Leading lights of the British atmospheric black metal scene Winterfylleth have taken the saying “less is more” to heart in their latest offering The Dark Hereafter; it clocks in at just over 40 minutes, their shortest full-length to date by a significant margin. By no means is its brevity a bad thing, but it feels as though the album is less of a complete, standalone contribution and more of a stepping stone on the way to bigger and better things.
The album liner notes begin with a quote from British fellwalker Alfred Wainwright, who wrote what is still a definitive guide to the hills of the Lake District. It discusses his plans for his final resting place, Innominate Tarn :
“All I ask for, at the end, is a last long resting place by the side of Innominate Tarn, on Hastacks, where the water gently laps the gravelly shore and the heather blooms and Pillar and Gable keep unfailing watch. A quiet place, a lonely place. I shall go to it, for the last time, and be carried: someone who knew me in life will take me and empty me out of a little box and leave me there alone.”
This, combined with the mist rolling over the hills on the album cover, go some way to contextualising the album, which comes as close to pseudo-pagan nature worship as Winterfylleth get in their discography. ‘Green Cathedral’, for example, asks listeners to treat nature with the respect it deserves, as it is older and more mysterious than we know. This is followed by a cover of a song taken from Ulver’s Bergtatt, which focussed on Scandinavian folktales. The quote from Wainwright, then, serves to highlight the band’s relationship with nature: it is simultaneously proud and majestic and quiet and lonely – the peaks of Pillar and Gable are the proud watchmen looming over the quiet resting in the hills of the Lake District. So it is with their music: having cemented their sound over the course of their discography, The Dark Hereafter is intended to evoke the sense of proud majesty and grave quiet of nature as found in these places.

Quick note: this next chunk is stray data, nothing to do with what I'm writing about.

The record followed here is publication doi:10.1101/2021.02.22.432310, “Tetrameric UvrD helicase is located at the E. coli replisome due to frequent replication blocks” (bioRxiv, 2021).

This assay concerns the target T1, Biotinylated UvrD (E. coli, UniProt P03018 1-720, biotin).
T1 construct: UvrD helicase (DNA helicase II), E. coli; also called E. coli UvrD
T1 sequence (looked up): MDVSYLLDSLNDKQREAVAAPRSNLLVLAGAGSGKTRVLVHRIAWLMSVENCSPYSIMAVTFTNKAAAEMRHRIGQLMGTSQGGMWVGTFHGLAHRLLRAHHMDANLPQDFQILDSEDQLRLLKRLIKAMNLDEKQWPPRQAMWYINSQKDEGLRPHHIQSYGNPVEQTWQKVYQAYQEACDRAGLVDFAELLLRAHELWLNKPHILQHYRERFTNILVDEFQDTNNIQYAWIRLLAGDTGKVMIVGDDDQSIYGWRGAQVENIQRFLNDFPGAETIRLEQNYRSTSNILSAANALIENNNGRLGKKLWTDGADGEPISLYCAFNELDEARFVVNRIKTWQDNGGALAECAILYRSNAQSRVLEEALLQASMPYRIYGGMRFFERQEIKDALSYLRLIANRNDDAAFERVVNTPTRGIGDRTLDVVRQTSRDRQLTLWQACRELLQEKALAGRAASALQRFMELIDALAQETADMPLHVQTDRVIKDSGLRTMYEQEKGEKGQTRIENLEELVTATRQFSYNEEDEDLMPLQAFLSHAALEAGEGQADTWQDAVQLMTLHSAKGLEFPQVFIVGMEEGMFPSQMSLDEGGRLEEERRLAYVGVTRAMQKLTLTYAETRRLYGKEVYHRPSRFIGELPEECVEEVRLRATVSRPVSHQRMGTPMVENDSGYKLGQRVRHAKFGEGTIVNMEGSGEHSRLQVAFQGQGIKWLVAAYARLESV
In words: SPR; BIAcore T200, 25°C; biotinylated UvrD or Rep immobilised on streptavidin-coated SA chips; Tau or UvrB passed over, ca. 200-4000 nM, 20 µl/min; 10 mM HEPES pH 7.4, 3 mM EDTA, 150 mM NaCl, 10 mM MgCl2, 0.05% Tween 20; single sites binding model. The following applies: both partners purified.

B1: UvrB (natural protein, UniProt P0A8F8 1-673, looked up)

‘Green Cathedral’ is easily the longest track in the band’s discography, and the album’s crowning glory, emphasising Winterfylleth’s love of nature and its mysteries. They explain the idea in the liner notes as:
“that unsanctified space to be found where the street ends… Its doors are open to all who have the capacity to stop and look and listen to their breath…Now is the time to … find beauty in nature and holiness in our surroundings.”
The music evokes this image brilliantly. The song opens with murky, atmospheric sound effects courtesy of guest keyboard player Mark Deeks, and a slow guitar melody which builds into a slow, relaxed number. Much like ‘A Careworn Heart’ on the previous record, ‘Green Cathedral’ has no blast beats, which allows the melodic lines more room to breathe, in turn amplifying the atmosphere. Towards the nine-minute mark, cellos sing out, and the band’s male-voice harmony is brought in, adding to what is an intricate, delicately-layered paean to nature and its mysteries.
The rest of the album, however, does little to progress the band. They may have sharpened their production values here and there, and made a more concise album generally, but the album doesn’t feel like a coherent collection of songs. The title track opens the album with little fanfare, and listeners are launched straight into what is ultimately standard fare for the band, with lyrics that use archaic verb forms – “the night-helm glode away” – and discuss minds being “besieged by the devil’s lore.” Its only distinction is its brevity, coming in at just under 5 minutes.